France is well connected to major cities in Europe thanks to an impressive number of airlines providing flights to Paris. The two main airports, of three available, are Roissy Charles de Gaulle/CDG and Orly/ORY. While Oryl is the closest to the city of Paris (8 miles to the south), it’s smaller than CDG which is 16 miles to the north. The third airport, Paris Beauvais, is the furthest from the city (54 miles). Passengers arriving by air can quickly get to central Paris via taxis, trains or buses.
The biggest airport, CDG, and the second busiest airstrip in the European region, has two terminals: Terminal 1 and 2. Terminal 1 is served by popular foreign airlines while the second one by Air France and its affiliates. Many passengers prefer Orly to CDG because it’s closer to Paris and easier to get around. CDG is considerably bigger, so it can be challenging to maneuver. In terms of facilities such as car parks and transportation, there’s not much difference between the two airports.
Ranking eighth globally for passenger traffic, Paris-Charles de Gaulle Airport welcomes over 130 airlines. Some of the airlines offering flights to Paris are Air France, Lufthansa, Emirates Airlines, Aer Lingus, Delta, British Airways, and Alitalia. Air France claims most of the travellers while British Airways, Lufthansa and Emirates complete the list of top air carriers. Like most destinations, it's easier to get cheaper tickets in autumn and winter i.e. September to December.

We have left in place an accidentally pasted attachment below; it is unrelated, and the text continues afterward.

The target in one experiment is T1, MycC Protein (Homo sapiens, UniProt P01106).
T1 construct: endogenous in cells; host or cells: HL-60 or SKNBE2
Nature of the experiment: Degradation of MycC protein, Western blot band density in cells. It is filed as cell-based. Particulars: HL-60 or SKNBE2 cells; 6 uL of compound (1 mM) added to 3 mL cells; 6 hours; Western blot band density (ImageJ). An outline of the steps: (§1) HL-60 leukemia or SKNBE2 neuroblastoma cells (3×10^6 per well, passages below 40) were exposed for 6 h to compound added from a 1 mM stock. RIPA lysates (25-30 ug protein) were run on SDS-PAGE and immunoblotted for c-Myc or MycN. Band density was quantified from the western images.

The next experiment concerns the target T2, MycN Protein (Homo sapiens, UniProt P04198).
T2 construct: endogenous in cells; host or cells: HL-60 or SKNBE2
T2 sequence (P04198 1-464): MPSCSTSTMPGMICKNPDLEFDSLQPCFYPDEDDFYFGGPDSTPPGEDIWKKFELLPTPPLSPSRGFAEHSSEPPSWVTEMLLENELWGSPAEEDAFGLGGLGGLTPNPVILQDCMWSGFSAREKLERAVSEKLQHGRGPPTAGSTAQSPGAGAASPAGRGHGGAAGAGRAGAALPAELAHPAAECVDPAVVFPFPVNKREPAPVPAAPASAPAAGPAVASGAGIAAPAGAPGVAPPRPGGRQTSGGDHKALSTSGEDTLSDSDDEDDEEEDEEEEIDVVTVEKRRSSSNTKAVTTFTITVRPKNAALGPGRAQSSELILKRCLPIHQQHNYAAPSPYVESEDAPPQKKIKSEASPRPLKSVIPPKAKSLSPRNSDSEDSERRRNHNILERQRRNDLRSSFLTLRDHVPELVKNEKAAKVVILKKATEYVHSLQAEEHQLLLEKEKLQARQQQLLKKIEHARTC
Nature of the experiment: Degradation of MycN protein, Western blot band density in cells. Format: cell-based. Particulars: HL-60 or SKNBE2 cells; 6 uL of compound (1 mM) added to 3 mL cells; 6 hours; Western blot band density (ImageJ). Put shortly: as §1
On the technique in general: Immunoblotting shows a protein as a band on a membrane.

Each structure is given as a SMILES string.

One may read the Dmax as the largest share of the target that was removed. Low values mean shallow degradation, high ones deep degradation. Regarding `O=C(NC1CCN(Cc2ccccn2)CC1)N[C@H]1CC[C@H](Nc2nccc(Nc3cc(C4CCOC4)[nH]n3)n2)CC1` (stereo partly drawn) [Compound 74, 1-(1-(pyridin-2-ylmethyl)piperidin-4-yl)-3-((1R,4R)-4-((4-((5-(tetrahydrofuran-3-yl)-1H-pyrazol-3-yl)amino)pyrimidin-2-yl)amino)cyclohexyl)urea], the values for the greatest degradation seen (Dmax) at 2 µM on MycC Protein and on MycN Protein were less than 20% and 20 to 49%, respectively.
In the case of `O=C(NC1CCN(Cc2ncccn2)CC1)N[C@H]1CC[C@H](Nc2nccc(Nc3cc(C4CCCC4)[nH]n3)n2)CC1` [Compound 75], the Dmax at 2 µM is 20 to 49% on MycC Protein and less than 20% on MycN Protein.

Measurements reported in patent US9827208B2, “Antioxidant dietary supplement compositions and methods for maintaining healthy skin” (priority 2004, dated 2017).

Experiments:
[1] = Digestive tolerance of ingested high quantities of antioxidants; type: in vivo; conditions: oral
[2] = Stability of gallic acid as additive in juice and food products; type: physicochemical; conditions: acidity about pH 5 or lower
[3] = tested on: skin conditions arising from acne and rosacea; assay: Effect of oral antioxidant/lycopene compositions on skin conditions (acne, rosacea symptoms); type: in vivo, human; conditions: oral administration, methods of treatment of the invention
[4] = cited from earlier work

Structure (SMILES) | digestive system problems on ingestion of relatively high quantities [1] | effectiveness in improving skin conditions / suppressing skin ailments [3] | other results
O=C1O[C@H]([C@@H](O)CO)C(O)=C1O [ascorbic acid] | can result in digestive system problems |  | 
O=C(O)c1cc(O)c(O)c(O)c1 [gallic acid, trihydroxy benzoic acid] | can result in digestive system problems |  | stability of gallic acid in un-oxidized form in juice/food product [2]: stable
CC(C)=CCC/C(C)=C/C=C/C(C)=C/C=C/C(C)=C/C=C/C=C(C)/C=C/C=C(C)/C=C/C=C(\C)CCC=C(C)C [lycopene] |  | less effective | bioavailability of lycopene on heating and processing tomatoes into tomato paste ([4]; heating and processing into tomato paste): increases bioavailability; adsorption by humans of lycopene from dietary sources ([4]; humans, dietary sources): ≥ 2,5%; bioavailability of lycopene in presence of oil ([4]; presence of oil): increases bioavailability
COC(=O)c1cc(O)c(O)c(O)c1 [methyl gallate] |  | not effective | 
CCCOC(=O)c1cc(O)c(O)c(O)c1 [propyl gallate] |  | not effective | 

Travelling to Paris on a plane is a great alternative to rail travel as flying is the quickest and most comfortable option. A direct flight from London to Paris takes only 1 hour 30 minutes. Surprisingly, trains may not be the cheapest modes of transport between London and Paris, with low-cost coaches also serving the route. But with year-round, direct services, flights to Paris are a great choice.
Learning basic French goes a long way in making a successful trip to France. When entering shops and restaurants, greeting people with ‘Bonjour’ is always polite. One of the best things about Paris is the public transport. The metro system is quite extensive with more than 15 lines linked up with other bigger RER lines. It connects to most hotspots in the city. Occasionally, passengers are asked by inspectors to show their tickets as they exit so it’s a bad idea to throw the ticket away!